Thursday, January 3, 2013

What's In a Name?

At least a couple times a month, I get a comment or message suggesting that I know not what "Zen" really means, that this page isn't very "Zen," and that I should change the name.

As it comes up so often and I very rarely address it, I thought I'd give one pad answer here and let it stand.

I never set out to create a Buddhist page. I am not Buddhist. I am not religious at all, though I do have a great respect for other religions with which I am familiar and not familiar. I find them interesting, but not for me. Everyone seems to have their own definition of Zen. I believe some are coming from a place of strict religious definition. Some are coming from a place of emotion. I'm coming from the place of an English teacher. According to the American Heritage Dictionary, Zen "...asserts that enlightenment can be attained through meditation, self-contemplation, and intuition." Yup, I know what it means and I think that fits me and this page perfectly.

When I get the "Tsk, tsk...that's not very Zen" comment, it's generally because it's a strong post, a post on which I've taken a stand. Nothing is going to change...in either camp. I'm always going to post the tough stuff, because it's the stuff about which education is truly important. And others are always going to be miffed by that and try to get me to stop posting it by appealing to what they think will get at me most. It doesn't. It won't. It's OK. By posting those things, I'm attempting to get someone out there to reflect, to contemplate on their actions and beliefs, to listen to their intuition rather than all the other static they're hearing. Seems pretty "Zen" to me.

As for changing the name, nah. I don't want to. First of all, changing the name on four pages, a blog, bumper stickers, and logos would be a massive pain in the buns. Secondly, I see no reason to do such a thing. As is evidenced here, the page is completely "Zen." Does that mean I'm perfect? Nope. Does that mean I'm a Zen goddess? Not a chance. Does that mean that I won't ever have to get tough, direct, and stern? Negatato, Mr. Roboto. What it means is that I am a person who constantly contemplates and reflects upon my own beliefs, my own actions, and the beliefs and actions of those in the world around me. I am one who follows my intuition as a result of experience in not doing so in the past and noting the successes of doing so. Mine is a page that follows those principles, as well. Whatever else some wish it to be, that's cool. It's not. This is what it is. And you know what, I'm quite pleased with it. It's a work in progress, to be sure, but it's one of which I am proud.

Finally, Zen Parenting is named so because I am a Zen parent. I parent my son with patience, understanding, calm, and undying love, among other things. It is named such because that is the kind of parenting to which I subscribe - Zen Parenting.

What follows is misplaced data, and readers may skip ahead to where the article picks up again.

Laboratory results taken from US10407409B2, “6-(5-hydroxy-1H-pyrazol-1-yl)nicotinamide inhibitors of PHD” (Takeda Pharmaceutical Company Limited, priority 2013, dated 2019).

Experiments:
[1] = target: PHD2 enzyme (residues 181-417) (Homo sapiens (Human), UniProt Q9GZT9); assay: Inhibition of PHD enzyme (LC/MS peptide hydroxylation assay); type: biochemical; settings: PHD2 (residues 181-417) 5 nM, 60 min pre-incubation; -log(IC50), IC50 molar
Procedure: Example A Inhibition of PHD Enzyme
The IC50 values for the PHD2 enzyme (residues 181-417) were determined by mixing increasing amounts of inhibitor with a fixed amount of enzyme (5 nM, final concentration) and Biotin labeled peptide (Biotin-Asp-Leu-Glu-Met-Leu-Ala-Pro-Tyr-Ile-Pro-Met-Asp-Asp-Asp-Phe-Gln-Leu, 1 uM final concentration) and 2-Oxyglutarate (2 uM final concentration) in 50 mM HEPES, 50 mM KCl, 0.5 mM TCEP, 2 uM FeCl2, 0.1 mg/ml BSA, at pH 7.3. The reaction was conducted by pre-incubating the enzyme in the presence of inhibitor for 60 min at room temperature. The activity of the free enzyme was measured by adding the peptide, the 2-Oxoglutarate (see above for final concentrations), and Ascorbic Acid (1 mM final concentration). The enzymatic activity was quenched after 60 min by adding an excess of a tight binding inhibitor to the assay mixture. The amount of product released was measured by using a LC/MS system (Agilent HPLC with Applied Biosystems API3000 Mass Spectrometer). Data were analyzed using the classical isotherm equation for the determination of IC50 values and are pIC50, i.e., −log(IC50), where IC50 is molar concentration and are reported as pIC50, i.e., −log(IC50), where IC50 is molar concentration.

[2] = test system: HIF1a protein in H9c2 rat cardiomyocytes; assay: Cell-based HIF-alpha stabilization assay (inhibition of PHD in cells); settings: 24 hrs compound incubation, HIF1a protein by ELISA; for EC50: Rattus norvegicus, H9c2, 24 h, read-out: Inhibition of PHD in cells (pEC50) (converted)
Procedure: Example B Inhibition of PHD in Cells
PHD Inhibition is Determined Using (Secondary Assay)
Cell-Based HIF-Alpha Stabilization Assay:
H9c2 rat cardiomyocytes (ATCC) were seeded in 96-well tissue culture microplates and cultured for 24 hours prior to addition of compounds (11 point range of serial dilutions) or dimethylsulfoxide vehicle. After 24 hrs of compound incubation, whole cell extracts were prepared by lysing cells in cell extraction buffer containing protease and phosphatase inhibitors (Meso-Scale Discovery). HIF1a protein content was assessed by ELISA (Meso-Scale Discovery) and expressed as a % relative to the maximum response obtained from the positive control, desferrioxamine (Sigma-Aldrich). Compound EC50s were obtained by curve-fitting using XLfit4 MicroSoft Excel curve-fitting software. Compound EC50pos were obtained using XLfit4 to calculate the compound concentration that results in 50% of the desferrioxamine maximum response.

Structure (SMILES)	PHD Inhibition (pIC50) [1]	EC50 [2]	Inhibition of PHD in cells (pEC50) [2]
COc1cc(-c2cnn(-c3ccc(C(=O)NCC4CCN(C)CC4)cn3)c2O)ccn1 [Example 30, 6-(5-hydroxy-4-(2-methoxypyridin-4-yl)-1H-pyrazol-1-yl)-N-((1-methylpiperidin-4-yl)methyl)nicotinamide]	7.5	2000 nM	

This does not mean that I am inhuman. It's certainly not called Perfect Parenting. And it does not mean I have no limits. My patience for those on the page is pretty incredible, if I do say so myself, but there are limits. I do have higher standards for adults than I do children, thus I have a little less tolerance for nonsense with you all than I would with babes.

4 comments:

  1. Buddhists believe, foremost, in treating all other beings with love & respect. I have found your subject matters very much in-line with Buddhism, in that they promote treating babies, especially, with the respect and compassion they deserve, not harming them physically or emotionally etc.

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  2. Well thank you, Sam. I do find the religion quite lovely, from what I know.

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  3. People should also realize that Buddhism and ZEN Buddhism are very distinctly different secs of belief. My inlaws are Zen practitioners and I would count myself as more of a Buddhist than "Zen", based on the specifics of practice...but how I see it working here and applying to parenting is in the "letting go" and as you said, the intuitive piece.
    Thank you for this post!

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  4. I am a practicing Zen Buddhist and most of the folks I know in that arena would not consider it a religion. It's more of a philosophy with some liturgy. Sometimes, Zen is tough, not sweet, kind and lovey dovey. It will pull the rug right out from underneath you. It aims to show you things as it is (sic). Compassion is the key and must be present even in the hardest lessons. It's know as "Grandmotherly kindness". It is swift and hard but compassion lies underneath. The final aim is to uncover the inherent wisdom and compassion that exists in all people.

    I breast fed both of my sons, one right after the other. I nursed while pregnant and double nursed for a little while. The older one self-weened. Both of my boys are uncircumcised and I was an attachment and co-sleeping parent. Now, they are older and have room for independence. I did vaccinate both of them and we took our time, years, in fact, just to get the newborn vaccinations. I have my own thoughts on the subject. They probably don't mesh with yours so, I'll keep them to myself. I appreciate your honesty.

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